One of the world’s most acclaimed writers, British Indian author Salman Rushdie is renowned for his expansive, lyrically inventive fiction, often mixing magic-realism with historical settings and political themes.
Born in Bombay (now Mumbai) in 1947, Rushdie was educated at Cambridge where he joined the Cambridge Footlights. His first novel Grimus was published in 1975 but it was his second, Midnight’s Children, which established his reputation. A sweeping epic of India’s history as seen through the eyes of a factory worker, it won the Booker Prize for Fiction, the James Tait Black Memorial Prize and in 1993 was pronounced the 'Booker of Bookers', in a celebration marking the award's 25-year history.
In 1983 Rushdie published The Satanic Verses which won the Whitbread Novel Award. A fictional depiction of the history of Islam the book’s subject matter led to blasphemy accusations and protests by Islamist groups in India and Pakistan. In 1989 the orthodox Iranian government issued a fatwā against Rushdie, forcing him to go into hiding for several years.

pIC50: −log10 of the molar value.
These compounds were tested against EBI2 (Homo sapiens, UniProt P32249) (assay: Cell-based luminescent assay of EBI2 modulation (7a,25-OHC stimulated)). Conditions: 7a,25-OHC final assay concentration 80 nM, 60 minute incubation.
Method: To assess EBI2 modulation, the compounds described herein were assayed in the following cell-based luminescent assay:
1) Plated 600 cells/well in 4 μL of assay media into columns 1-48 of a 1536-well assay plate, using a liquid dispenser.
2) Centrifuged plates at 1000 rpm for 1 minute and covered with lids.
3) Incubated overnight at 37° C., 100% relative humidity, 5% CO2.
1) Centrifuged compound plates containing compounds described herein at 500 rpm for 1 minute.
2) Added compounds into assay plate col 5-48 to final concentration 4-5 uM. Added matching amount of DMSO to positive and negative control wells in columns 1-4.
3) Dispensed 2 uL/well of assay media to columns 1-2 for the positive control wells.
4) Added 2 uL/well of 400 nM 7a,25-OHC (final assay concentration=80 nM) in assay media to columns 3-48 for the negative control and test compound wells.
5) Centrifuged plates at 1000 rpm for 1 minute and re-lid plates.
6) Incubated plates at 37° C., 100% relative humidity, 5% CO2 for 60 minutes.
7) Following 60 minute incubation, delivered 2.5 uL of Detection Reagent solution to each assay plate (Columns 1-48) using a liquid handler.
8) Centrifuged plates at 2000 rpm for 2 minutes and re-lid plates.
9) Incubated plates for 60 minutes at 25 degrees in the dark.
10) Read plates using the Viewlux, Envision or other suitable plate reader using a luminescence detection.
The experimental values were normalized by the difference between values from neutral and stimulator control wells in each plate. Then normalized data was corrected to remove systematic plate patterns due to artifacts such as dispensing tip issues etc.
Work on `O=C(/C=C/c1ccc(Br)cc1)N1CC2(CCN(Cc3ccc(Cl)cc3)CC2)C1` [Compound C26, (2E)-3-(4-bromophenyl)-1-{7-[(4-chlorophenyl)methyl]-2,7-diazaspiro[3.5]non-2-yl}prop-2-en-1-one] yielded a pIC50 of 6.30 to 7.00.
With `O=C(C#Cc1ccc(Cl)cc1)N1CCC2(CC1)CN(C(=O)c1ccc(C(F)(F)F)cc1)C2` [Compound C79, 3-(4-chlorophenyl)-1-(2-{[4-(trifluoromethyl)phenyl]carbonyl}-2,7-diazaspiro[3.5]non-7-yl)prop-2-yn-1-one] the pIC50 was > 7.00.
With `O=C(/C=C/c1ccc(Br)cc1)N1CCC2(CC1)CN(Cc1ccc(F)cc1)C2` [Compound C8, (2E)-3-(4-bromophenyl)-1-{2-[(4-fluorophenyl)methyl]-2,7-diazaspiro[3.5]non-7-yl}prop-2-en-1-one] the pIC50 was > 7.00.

Since then Rushdie has continued to write and publish books, essays and plays for adults and children. These include the novels Fury, Shalimar the Clown, The Enchantress of Florence and The Golden House as well as the travelogue The Jaguar Smile and the memoir Joseph Anton.
Rushdie was knighted for services to literature in the Queen's Birthday Honours on 16 June 2007.
Quichotte is a love story of profound tenderness and humanity from a great storyteller at his brilliant best. Wise, beautifully written, as heartbreaking as it is wildly comic, its characters unforgettable, its plot dazzlingly suspenseful, Quichotte illuminates our corrupt times where fact is so often indiscernible from fiction.